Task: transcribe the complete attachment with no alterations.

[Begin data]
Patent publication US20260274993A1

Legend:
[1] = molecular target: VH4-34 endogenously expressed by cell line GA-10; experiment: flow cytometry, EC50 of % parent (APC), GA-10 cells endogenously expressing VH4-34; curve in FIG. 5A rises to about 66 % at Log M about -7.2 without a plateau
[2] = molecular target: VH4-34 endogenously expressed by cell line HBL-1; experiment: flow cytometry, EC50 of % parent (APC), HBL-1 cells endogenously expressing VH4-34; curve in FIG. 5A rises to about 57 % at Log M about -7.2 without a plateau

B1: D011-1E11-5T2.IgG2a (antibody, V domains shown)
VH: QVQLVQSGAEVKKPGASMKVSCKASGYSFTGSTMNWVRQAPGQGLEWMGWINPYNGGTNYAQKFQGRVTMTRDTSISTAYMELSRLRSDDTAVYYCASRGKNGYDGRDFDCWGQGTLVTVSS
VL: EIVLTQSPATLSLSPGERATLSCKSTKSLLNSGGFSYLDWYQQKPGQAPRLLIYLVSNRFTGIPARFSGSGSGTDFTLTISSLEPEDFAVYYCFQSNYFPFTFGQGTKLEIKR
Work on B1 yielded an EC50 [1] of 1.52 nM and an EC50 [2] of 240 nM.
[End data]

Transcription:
Patent publication US20260274993A1

Legend:
[1] = molecular target: VH4-34 endogenously expressed by cell line GA-10; experiment: flow cytometry, EC50 of % parent (APC), GA-10 cells endogenously expressing VH4-34; curve in FIG. 5A rises to about 66 % at Log M about -7.2 without a plateau
[2] = molecular target: VH4-34 endogenously expressed by cell line HBL-1; experiment: flow cytometry, EC50 of % parent (APC), HBL-1 cells endogenously expressing VH4-34; curve in FIG. 5A rises to about 57 % at Log M about -7.2 without a plateau

B1: D011-1E11-5T2.IgG2a (antibody, V domains shown)
VH: QVQLVQSGAEVKKPGASMKVSCKASGYSFTGSTMNWVRQAPGQGLEWMGWINPYNGGTNYAQKFQGRVTMTRDTSISTAYMELSRLRSDDTAVYYCASRGKNGYDGRDFDCWGQGTLVTVSS
VL: EIVLTQSPATLSLSPGERATLSCKSTKSLLNSGGFSYLDWYQQKPGQAPRLLIYLVSNRFTGIPARFSGSGSGTDFTLTISSLEPEDFAVYYCFQSNYFPFTFGQGTKLEIKR
Work on B1 yielded an EC50 [1] of 1.52 nM and an EC50 [2] of 240 nM.